I'll admit, as much as I was intrigued by their never-ending journey to find cat food that tastes good and is healthy, I was also a little jealous that Nacho and Bobby had apparently walked arm and arm through this grueling journey together. I wish I could call my cats my "best pals and kitchen confidantes," but in truth, Franny and Zooey are more like finicky food critics who demand to be served at the farm-to-table restaurant I'm trying desperately to get off the ground, but seem dissatisfied with everything and make clear that they'd much rather be eating fast food.
Despite my jealousy toward them, I am grateful to Bobby and Nacho for creating food made with cage-free chicken, sustainably caught salmon, and grass-fed beef that includes protein, fat, vitamins, minerals, and plenty of moisture. I was on board to try and since they don't have opposable thumbs, and therefore, cannot feed themselves, so were Franny and Zooey.
Made by Nacho offers three wet recipes, three dry recipes, and five varieties of freeze-dried treats. Franny and Zooey (and I) only reviewed the wet recipes, because they currently eat (and are surprisingly happy with) a dry food that was specifically prescribed to them by their vet in order to help them lose weight. We're also not going to review the freeze-dried treats because one of my cats — in compliance with HIPAA, I won't say which one — is on Prozac and therefore only gets soft treats that can be used to hide the daily pill. So, Cage-free Chicken Cuts in Gravy Recipe; Grass-Fed, Grain Finished Beef Cuts in Gravy Recipe; Sustainably-caught Salmon Cuts in Gravy Recipe will be our main focus here.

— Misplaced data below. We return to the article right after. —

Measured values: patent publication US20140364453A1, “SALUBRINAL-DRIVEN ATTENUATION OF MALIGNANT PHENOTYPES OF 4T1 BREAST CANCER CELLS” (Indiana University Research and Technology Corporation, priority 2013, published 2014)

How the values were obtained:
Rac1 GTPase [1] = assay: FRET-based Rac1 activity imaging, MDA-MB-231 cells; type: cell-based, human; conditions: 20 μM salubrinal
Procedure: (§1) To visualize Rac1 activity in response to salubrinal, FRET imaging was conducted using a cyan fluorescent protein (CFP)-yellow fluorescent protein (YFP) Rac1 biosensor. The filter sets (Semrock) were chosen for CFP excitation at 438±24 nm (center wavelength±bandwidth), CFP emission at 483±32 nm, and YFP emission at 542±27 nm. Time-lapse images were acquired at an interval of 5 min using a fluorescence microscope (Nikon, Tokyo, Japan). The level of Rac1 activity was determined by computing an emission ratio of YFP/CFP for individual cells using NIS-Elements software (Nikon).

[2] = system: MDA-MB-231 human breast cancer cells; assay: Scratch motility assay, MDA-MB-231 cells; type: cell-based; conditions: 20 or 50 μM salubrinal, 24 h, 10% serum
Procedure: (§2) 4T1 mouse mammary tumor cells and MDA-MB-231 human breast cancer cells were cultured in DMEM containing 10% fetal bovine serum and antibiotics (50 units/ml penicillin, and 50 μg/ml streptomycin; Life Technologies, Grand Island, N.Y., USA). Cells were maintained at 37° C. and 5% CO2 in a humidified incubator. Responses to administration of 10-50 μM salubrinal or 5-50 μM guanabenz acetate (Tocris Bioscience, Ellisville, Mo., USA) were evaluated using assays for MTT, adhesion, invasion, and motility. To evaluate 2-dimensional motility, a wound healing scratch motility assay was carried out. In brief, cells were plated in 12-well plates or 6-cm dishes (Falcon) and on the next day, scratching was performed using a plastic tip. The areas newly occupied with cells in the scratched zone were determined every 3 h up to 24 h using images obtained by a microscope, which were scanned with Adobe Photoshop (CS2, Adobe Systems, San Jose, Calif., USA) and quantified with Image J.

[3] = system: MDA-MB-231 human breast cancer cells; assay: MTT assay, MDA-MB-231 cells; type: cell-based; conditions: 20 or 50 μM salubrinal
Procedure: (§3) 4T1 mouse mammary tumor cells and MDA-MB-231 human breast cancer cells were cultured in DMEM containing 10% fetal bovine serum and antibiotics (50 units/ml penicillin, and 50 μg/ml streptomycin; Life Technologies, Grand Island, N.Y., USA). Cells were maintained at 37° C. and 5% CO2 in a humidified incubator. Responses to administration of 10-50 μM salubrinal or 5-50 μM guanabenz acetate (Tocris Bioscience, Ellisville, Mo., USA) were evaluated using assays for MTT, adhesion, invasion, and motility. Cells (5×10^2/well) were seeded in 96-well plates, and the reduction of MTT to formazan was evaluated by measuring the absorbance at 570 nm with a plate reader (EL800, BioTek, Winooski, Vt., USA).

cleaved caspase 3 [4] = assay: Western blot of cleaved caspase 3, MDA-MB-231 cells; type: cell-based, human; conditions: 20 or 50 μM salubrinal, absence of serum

Before trying Made by Nacho, my kitties had been eating Fancy Feast's minced chicken feast in gravy for senior cats. I know, I know, Fancy Feast is often referred to as the McDonald's of cat food, but I've given them so much of the high-end stuff, and nothing hits quite like this. Franny and Zooey love it, and honestly, how can I blame them? McDonald's is really good! My girls are particular about the shape and texture of their food. If you put pâté in front of them, they literally turn their noses up at it. If the meat in their food is shredded, they dramatically smack their lips and tongue in order to show me just how difficult the tendrils are to swallow. I think the main reason they love this specific Fancy Feast formula is that the chicken pieces are quite small and suspended in gravy, making them easy to slurp up. And what I like about it is that this food is specifically crafted for cats over the age of seven — plus, my vet said Fancy Feast isn't actually that bad so please don't cat-mom-shame me for this choice. I'm doing the best I can. Still, I have no idea where the meat in this wet food is coming from and the senior formula is actually weirdly hard to find. I recently got a notification from Chewy that my autoship of the product had been discontinued because it was out of stock and it sent me into an absolute spiral. Good thing, I had Made by Nacho.